29

You want the command M-x diff-buffer-with-file. See the manual: diff-buffer-with-file is an interactive autoloaded compiled Lisp function in `diff.el'. (diff-buffer-with-file &optional BUFFER) View the differences between BUFFER and its associated file. This requires the external program diff to be in your exec-path. You may also be ...


16

Command ediff-current-file: ediff-current-file is an interactive autoloaded Lisp function in `ediff.el'. (ediff-current-file) Start ediff between current buffer and its file on disk. This command can be used instead of `revert-buffer'. If there is nothing to revert then this command fails.


10

There is a built-in macro for this, with-silent-modifications. Its intended usecase is for making changes to text properties of a buffer as text properties are part of the text and changes to them would otherwise be reflected in the buffer modification status and trigger the respective hooks. Despite there being rudimentary protection against more invasive ...


6

@stsquad's answer got me on the right path. Basically, the steps are: save buffer-undo-list disable undo do your thing re-enable undo and restore the buffer-undo-list So here's a sketch of such a function: (defun disable-undo-one-off () (let ((undo buffer-undo-list)) ; save the undo list (buffer-disable-undo) ; disable undo ...


5

Building off of the comments, here are two ways to achieve what you're trying to do. (Not extensively tested, so YMMV.) Option 1: post-command-hook Create a function that tests whether or not the buffer is modified, and then hook it into post-command-hook: (defun hl-line-mode-toggle-maybe () "Turn on `hl-line-mode' when buffer is unmodified, turn it ...


5

This isn't specific to focus in/out but rather to just updating buffers when the underlying file changes. Emacs calls this "reverting" the buffer and has the functions revert-buffer to do it manually and auto-revert-mode to revert automatically when the file changes on disk. auto-revert-mode can be added to the hook for whatever mode your using or you turn ...


4

Yes, just put text-property read-only on those bits of text. For example, to make a zone of text from position START to position END read-only, do this: (put-text-property start end 'read-only t)


3

An undo operation combines several elements from the undo list. A nil entry in the list marks the boundary between two change groups. By removing the nil at the start of the list which is automatically inserted by the toplevel loop┬╣, you can group the timestamp update with the last buffer change, which technically doesn't match your request but practically ...


2

The problem with what you suggest is that the undo-tree is a list of deltas to get from where you are to where you want to be. While it is perfectly possible to disable undo tracking on a buffer I'm not sure what the effect of not actively recording changes would be. I currently have a toggle to turn undo on/off on a particular buffer as it doesn't make ...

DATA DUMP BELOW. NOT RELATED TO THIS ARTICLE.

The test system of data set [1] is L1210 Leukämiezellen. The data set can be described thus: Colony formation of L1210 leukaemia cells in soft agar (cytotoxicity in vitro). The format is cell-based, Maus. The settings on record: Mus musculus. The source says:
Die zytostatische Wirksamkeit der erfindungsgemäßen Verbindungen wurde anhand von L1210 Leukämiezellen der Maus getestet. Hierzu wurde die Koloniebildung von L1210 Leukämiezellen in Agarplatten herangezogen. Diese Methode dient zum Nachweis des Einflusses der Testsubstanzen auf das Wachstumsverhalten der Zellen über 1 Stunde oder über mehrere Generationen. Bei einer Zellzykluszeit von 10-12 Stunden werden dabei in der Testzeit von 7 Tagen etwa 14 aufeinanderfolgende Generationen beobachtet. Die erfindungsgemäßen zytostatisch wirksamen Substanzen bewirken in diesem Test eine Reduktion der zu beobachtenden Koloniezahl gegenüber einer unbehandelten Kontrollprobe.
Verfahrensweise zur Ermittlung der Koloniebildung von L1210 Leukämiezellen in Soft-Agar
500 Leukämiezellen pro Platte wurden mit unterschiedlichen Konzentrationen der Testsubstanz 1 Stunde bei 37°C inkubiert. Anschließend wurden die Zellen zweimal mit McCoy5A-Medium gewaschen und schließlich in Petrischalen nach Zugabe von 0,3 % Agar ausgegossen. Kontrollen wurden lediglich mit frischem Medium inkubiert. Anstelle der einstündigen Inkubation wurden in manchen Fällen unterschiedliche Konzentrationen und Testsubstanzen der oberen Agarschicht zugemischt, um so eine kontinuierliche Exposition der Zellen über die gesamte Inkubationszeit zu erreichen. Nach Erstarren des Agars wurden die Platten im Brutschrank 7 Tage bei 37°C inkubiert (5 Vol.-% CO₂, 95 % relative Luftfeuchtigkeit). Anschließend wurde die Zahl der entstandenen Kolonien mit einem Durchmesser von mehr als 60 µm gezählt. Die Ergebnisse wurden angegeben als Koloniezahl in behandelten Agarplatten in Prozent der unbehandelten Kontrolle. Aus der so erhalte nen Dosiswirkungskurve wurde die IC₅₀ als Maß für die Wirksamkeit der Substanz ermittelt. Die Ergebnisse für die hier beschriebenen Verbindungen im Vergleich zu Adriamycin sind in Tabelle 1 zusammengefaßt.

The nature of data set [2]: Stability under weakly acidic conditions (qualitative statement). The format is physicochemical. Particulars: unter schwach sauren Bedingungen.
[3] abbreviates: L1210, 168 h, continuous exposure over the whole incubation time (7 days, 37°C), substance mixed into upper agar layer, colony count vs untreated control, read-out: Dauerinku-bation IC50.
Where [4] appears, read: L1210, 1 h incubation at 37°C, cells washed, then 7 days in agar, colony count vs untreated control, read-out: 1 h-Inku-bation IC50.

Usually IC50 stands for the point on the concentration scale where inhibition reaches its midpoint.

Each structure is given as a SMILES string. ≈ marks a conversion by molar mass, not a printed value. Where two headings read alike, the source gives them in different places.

2

When running undo, there are two possibilities. Either you're undoing something, or redoing something. You can tell the difference by what gets echoed to the minibuffer. On my Emacs (24.3.1), after explicitly setting the modified status of the buffer to nil, any "undo" results in setting the buffer status to edited, but "redo" does not change the buffer ...


2

As you're familiar with ediff you can also: M-x ediff-current-file Start ediff between current buffer and its file on disk. This command can be used instead of `revert-buffer'. If there is nothing to revert then this command fails. I have both this and a custom diff-buffer-with-file variant bound to keys, as I use them quite frequently.


1

Yes, it should be safe (assuming you're careful enough to make sure that the buffer is really unchanged in the end). But be careful: if the code that is run while the buffer is modified is complex enough you might get into trouble (e.g. it might fill the syntax-ppss cache with data which won't be flushed when you undo the changes). Even worse if the code ...


1

I use scratch buffers for that purpose. (defun python-scratch () (interactive) (let ((python-scratch-buffer (get-buffer-create "*python-scratch*"))) (switch-to-buffer python-scratch-buffer) (python-mode))) You can convert the buffer with the file to a scratch buffer. (defun my-detach-buffer-from-file () (interactive) (setq buffer-file-...


1

Issue with csharp-mode. Fixed in melpa version 20160909.801. See the bug report here.


1

As politza mentioned let binding of inhibit-modification-hooks to nil worked well. (let ((inhibit-modification-hooks nil)) (my-custom-function))


1

My crystal ball tells me that when you call (set-buffer-modified-p nil) you've only made "one" modification to the buffer since it was unmodified. So if you hadn't called (set-buffer-modified-p nil), the "undo" would have marked the buffer as unmodified. And as it turns out, calling set-buffer-unmodified has no effect on that part of the behavior: when ...


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